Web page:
Tuesday, February 05, 2013

Richard III wasn`t an Anglican

If you think he should be buried accordnig to the rites of the religion he professsed, sign here.
Thanks to Fr Henry for his more detailed treatment of the matter.


Anonymous said...

What? Didn't he pay the Franciscans for the first funeral? How many funerals does he have to go through to be saved? If he wants standing as a king in the present day sense, London is worth an Anglican service.

1569 Rising said...

The Canon Chancellor of Leicester Cathedral was on BBC News again today, smugly stating that the King will be buried within Leicester Cathedral following an "Ecumenical Service."

However, moves are afoot to have the funeral in York Minster - much more fitting for a Yorkist King, actually crowned there.

But, the most important issue concerns the Rite. It must be Catholic, and if the Sarum Rite is no longer permissable, then at least Tridentine.

The very thought of Richard, killed by the Tudor usurper Henry
V11, being buried according to schismatic, or even heretical rites imposed on England by the Tudors is too disgusting to contemplate.

Fr Michael Brown said...

I don`t understand people who get passionate about the Stuarts as rightful kings of England given the usurpation of Henry IV and the Lancastrians.

If Richard was buried by the Franciscans his Requiem would have been according to the Roman Rite rather than Sarum. If he is buried in York then the Use of York would be appropriate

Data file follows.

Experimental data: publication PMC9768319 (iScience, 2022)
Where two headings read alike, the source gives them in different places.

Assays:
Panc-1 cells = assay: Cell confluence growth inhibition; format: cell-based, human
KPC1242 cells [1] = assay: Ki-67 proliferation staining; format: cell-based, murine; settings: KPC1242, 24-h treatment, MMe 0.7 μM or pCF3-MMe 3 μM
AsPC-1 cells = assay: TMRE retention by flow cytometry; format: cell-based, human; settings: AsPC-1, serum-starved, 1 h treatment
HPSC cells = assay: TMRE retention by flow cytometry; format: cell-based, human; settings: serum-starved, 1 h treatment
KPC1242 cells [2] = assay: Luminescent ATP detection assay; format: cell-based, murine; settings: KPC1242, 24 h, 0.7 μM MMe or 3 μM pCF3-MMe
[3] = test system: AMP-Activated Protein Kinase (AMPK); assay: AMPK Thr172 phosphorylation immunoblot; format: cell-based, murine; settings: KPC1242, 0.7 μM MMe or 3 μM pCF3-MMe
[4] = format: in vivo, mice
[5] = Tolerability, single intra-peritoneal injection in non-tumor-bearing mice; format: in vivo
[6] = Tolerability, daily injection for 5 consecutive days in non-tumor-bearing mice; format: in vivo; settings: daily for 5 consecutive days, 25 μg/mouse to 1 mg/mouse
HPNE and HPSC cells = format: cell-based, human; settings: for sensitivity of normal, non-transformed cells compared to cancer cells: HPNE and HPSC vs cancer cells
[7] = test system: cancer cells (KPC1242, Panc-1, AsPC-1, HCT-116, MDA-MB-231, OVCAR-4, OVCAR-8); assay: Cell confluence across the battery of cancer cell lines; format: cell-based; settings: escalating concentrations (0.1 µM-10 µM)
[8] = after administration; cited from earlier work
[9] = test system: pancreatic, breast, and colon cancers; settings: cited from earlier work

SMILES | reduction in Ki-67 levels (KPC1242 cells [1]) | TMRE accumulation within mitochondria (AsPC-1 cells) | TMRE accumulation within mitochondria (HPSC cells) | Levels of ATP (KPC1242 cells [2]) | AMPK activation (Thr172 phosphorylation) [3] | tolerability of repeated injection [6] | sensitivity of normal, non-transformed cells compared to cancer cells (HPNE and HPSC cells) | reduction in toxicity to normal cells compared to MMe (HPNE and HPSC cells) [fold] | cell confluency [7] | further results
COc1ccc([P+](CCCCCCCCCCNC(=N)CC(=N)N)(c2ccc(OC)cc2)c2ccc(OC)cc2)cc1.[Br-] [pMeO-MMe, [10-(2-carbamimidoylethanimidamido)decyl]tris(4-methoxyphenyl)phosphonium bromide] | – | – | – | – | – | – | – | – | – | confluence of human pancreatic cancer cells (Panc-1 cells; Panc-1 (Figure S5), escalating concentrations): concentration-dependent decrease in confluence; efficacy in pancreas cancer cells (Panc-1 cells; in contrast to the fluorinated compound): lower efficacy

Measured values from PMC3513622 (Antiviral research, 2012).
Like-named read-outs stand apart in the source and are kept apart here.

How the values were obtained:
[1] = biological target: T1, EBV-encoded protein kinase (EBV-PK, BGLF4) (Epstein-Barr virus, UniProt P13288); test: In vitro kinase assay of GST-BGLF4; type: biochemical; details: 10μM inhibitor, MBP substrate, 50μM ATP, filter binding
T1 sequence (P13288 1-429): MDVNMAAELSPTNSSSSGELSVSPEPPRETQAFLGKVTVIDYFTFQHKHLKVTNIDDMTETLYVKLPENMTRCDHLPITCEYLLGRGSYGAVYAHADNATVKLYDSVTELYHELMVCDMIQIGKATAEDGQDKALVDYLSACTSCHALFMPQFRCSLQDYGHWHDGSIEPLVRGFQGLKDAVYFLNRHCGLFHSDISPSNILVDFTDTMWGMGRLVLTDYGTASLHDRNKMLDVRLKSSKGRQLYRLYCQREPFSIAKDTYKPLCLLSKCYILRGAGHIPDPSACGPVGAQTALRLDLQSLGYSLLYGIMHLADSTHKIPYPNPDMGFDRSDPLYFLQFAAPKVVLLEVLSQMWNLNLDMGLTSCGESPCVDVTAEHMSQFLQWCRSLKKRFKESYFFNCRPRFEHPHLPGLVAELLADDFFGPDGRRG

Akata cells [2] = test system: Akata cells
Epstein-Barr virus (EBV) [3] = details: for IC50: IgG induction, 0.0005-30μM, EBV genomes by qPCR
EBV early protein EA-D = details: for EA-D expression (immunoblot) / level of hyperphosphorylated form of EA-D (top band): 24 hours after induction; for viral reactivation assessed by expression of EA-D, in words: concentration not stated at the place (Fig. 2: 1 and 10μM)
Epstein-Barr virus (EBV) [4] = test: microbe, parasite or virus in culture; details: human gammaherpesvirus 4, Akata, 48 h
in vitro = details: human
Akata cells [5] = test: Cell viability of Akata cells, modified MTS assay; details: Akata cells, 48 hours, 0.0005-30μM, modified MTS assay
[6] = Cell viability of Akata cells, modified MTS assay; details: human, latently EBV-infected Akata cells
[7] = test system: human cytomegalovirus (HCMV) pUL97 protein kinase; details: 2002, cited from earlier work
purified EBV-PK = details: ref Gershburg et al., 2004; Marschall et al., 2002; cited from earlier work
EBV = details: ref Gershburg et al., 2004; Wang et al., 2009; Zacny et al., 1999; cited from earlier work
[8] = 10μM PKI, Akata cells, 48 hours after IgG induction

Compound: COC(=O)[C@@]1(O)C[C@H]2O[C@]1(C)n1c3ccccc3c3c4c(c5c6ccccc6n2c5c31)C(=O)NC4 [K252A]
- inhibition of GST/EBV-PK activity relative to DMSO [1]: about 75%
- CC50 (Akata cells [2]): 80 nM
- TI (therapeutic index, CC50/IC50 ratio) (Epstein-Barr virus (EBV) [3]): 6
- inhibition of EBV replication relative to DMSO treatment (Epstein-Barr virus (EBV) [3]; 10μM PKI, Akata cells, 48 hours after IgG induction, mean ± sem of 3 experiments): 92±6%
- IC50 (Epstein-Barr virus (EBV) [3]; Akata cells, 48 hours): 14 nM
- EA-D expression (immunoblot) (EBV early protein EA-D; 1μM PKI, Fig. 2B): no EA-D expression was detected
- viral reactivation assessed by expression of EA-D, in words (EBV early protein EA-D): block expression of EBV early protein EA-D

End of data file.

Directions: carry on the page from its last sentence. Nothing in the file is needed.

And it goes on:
William Courtenay said...

Establishing the appropriate liturgical forms for the re-internment of a defeated and deposed King 500+ years after the event is an interesting question.

Rubricarius where are you?

What would have been the appropriate English Rite for the place and time?

I think we can agree that Anglican liturgy would not be appropriate.

Equally inappropriate would be the Novus Ordo or the 1962 Missal.

Richard III was born in Northamptonhsire and died in Leicesterhire. His connection with York was no more than nominal.

How were Kings buried in England in the late 15th century? There must surely be some records or accounts of royal funerals.

But even Olivia Bland's estimable volume "The Royal Way of Death" only starts with Elizabeth I.

Rubricarius said...

William Courtenay,

I agree with our esteemed blog host that with regard to the Stuarts. As it is highly likely there was some 'hanky-panky' going on towards the end of the Plantagenet dynasty the rival claims of succession of later Royal Houses do become highly questionable.

I also share Fr. MB's view that York rite would be the most appropriate if good King Richard's remains were to be re-interred at York Minster. However, I understand that the Minster have said they are not interested and want Leicester to have the honour. I certainly don't agree with the planned re-burial at Leicester - although the University's team deserve high praise for their discovery.

As Richard was King of England, albeit defeated, my own view is that he should be laid to final rest with the remains of his wife, Anne Neville, at Westminster Abbey. As the Abbey has spent millions on restoring and protecting the Great Pavement I doubt anyone there would be at all keen to see it dug through even for King Richard's sake. Therefore, if it were up to me HM would go to the Minster and have a York rite Requiem.